A producer thread queries a data store and puts objects into a queue. Each consumer thread(s) will then pull an object off of the shared queue and do a very long call to an external service. When the call returns, the consumer marks the object as having been completed.
My problem is that I basically have to wait until the queue is empty before the producer can add to it again, or else I risk getting duplicates being sent through.
 Someone asked a good question over IRC and I figured I would add the answer here. The question was, “Why do your producers produce duplicates?” The answer is basically that the producer produces duplicates because we don’t track a “sending” state of each object, only “sent” or “unsent”.
Is there a way that I can check for duplicates in the queue?
It seems to me like it’s not really a problem to have duplicate objects in the queue; you just want to make sure you only do the processing once per object.
EDIT: I originally suggested using a
OrderedDict to keep track of the objects, but Python has a perfect solution:
@functools.lru_cache as a decorator on your worker function, and it will manage a cache for you. You can set a maximum size, and it will not grow beyond that size. If you use an ordinary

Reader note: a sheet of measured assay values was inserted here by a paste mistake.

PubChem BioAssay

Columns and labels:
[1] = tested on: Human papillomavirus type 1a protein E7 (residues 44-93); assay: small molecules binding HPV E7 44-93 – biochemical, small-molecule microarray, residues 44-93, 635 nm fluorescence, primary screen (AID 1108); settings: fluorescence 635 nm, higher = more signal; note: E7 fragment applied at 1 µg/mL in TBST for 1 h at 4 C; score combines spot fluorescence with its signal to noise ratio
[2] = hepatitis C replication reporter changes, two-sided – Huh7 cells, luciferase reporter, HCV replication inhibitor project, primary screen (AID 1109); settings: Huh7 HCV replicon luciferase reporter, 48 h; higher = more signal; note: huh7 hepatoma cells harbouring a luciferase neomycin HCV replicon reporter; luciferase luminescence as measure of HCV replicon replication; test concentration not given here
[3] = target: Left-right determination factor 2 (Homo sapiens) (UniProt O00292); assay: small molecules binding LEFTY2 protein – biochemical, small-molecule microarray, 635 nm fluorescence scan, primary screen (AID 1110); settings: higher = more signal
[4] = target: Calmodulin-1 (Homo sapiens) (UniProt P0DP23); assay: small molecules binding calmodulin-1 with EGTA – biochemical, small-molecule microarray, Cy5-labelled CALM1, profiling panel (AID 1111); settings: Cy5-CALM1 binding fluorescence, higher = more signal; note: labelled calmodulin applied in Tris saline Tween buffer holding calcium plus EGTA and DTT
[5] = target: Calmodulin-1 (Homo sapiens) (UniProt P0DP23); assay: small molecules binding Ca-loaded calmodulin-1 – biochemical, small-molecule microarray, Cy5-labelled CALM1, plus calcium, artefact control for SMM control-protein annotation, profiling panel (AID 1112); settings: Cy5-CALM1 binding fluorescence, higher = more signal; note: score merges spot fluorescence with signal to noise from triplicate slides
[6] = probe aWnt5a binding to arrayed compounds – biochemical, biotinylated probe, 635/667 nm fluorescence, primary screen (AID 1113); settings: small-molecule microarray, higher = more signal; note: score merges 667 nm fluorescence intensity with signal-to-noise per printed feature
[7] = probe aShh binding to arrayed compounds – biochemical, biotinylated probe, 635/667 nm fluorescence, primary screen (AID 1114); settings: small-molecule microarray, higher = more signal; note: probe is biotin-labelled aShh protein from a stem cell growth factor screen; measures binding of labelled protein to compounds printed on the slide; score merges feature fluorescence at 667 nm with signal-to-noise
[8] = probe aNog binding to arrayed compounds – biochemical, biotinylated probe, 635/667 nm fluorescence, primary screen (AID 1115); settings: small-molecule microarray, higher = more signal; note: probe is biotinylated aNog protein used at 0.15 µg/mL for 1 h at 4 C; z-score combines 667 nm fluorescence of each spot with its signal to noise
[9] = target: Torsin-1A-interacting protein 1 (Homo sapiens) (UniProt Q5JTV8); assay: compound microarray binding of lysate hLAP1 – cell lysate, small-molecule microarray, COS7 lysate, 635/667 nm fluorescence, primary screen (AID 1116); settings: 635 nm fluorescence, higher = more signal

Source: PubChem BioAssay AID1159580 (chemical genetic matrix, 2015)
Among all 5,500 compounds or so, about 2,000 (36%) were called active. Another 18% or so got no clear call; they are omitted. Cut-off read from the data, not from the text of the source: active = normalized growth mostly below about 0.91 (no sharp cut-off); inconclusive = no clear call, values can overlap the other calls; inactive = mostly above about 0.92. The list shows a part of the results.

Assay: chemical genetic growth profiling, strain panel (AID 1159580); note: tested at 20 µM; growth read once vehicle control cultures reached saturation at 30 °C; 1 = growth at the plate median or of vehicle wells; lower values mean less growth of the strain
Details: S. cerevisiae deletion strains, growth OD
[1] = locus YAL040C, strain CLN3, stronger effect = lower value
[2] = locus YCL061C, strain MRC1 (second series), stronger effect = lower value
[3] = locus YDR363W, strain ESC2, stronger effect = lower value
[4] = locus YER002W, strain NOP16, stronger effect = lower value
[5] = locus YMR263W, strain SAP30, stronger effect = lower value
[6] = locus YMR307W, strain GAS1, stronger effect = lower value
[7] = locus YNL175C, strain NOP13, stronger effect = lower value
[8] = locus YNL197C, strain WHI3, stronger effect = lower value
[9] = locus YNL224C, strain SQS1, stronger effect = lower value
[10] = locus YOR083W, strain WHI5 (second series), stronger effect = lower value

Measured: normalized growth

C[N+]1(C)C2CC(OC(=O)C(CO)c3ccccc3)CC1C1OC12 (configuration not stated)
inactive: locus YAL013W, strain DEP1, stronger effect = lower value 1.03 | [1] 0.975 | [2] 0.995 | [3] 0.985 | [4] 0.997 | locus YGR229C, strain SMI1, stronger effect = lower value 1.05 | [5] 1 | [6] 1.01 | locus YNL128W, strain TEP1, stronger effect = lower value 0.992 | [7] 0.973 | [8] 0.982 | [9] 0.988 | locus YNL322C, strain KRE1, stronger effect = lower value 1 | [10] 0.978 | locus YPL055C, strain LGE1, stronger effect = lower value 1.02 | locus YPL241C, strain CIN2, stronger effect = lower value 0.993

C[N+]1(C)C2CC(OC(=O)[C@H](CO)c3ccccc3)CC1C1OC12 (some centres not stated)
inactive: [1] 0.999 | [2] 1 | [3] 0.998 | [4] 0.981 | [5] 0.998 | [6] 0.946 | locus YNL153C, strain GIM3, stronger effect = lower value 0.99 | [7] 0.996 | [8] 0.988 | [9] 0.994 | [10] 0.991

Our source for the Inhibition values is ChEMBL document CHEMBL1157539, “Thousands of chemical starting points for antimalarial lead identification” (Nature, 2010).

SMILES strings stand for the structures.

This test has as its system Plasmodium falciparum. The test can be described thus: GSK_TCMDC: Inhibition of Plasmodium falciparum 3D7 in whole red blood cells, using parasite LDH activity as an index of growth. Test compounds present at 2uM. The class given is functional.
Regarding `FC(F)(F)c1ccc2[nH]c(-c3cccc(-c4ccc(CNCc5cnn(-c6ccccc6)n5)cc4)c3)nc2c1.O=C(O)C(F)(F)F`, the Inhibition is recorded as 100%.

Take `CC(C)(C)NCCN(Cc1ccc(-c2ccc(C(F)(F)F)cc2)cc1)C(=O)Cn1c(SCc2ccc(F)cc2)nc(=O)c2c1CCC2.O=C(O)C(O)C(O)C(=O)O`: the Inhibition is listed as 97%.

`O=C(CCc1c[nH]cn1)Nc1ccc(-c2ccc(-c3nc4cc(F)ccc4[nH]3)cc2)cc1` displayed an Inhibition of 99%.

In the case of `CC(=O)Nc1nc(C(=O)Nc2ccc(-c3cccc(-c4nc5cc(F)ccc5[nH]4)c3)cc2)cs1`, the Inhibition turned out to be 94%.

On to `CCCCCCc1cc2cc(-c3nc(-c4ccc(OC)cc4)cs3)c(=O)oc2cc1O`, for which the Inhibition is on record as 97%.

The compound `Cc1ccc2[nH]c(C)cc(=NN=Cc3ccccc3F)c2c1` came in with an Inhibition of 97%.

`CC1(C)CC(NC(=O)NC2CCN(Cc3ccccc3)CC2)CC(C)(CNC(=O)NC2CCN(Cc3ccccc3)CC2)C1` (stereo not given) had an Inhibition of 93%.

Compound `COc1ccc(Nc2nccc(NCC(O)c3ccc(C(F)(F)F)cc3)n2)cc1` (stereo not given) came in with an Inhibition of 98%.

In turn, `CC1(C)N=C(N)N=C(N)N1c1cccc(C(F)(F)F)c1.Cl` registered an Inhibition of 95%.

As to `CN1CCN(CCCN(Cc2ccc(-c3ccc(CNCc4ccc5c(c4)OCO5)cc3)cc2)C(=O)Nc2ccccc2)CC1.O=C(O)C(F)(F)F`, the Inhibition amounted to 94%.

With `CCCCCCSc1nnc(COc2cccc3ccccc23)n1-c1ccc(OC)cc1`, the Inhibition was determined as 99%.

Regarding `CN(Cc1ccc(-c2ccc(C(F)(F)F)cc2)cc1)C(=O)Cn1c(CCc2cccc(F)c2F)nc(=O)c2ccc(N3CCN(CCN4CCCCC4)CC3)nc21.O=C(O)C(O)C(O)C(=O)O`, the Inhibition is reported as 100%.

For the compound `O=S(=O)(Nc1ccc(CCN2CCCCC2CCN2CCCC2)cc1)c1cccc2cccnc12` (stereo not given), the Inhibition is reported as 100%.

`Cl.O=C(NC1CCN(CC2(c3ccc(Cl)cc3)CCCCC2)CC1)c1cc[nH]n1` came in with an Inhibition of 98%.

set and don’t manage it, it could grow to very large size and slow down your workers.
If you are using multiple worker processes instead of threads, you would need a solution that works across processes. Instead of a
set or an
lru_cache you could use a shared
dict where the key is the unique ID value you use to detect duplicates, and the value is a timestamp for when the object went into the
dict; then from time to time you could delete the really old entries in the
dict. Here’s a StackOverflow answer about shared
And the rest of my original answer follows:
If so, I suggest you have the consumer thread(s) use a set to keep track of objects that have been seen. If an object is not in the set, add it and process it; if it is in the set, ignore it as a duplicate.
If this will be a long-running system, instead of a set, use an OrderedDict to track seen objects. Then from time to time clean out the oldest entries in the OrderedDict.